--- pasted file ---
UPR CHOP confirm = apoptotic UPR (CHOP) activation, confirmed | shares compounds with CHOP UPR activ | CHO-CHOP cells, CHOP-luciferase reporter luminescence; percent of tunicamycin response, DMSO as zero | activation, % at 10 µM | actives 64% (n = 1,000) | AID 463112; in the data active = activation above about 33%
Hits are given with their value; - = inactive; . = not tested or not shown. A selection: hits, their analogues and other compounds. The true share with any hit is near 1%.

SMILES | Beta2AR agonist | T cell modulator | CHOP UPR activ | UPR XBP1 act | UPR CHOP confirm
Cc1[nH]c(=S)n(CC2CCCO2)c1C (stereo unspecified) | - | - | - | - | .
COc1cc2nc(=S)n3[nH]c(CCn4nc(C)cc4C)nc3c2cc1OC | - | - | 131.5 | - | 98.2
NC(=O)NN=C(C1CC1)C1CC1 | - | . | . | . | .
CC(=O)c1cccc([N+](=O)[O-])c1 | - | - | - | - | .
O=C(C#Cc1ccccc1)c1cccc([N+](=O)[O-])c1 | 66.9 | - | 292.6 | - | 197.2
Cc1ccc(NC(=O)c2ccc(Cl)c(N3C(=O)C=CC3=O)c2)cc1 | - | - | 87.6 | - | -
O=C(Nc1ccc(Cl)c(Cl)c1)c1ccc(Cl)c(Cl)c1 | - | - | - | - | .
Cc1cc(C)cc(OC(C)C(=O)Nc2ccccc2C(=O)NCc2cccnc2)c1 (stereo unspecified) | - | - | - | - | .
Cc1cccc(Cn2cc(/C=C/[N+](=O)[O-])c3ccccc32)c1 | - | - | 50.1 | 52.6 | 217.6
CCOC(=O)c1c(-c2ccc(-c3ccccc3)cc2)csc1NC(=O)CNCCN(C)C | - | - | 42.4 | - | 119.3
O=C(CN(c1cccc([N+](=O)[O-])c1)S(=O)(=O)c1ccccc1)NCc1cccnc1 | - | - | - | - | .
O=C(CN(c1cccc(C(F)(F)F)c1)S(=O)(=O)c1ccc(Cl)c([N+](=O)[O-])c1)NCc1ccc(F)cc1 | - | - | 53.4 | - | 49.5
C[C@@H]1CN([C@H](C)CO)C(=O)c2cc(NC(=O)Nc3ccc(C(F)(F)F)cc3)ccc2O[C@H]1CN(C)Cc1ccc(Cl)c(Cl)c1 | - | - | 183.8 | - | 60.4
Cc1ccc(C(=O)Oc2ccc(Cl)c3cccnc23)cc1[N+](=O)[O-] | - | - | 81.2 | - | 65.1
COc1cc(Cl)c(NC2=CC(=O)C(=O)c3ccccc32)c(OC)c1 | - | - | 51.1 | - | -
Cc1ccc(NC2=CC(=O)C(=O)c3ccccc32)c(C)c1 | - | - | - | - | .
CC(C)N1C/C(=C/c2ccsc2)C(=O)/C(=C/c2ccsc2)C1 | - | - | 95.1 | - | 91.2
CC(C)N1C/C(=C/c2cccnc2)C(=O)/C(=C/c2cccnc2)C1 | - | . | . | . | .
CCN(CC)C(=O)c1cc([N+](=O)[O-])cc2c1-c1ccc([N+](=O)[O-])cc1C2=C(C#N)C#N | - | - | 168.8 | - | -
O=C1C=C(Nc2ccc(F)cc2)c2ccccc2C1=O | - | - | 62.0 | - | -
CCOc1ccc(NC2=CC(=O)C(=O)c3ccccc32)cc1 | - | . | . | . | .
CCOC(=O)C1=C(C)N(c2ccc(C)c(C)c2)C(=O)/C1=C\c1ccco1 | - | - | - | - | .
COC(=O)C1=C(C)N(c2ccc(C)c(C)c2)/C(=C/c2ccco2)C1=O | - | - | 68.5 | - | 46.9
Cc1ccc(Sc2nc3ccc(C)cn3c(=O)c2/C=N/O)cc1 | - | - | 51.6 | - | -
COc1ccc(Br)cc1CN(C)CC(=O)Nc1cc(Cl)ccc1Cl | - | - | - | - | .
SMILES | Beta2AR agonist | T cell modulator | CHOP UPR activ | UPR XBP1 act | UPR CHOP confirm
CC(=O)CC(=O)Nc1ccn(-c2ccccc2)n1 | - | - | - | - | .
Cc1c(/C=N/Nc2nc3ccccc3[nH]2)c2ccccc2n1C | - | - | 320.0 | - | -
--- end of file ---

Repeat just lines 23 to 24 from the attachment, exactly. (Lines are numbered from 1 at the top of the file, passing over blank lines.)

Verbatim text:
O=C1C=C(Nc2ccc(F)cc2)c2ccccc2C1=O | - | - | 62.0 | - | -
CCOc1ccc(NC2=CC(=O)C(=O)c3ccccc32)cc1 | - | . | . | . | .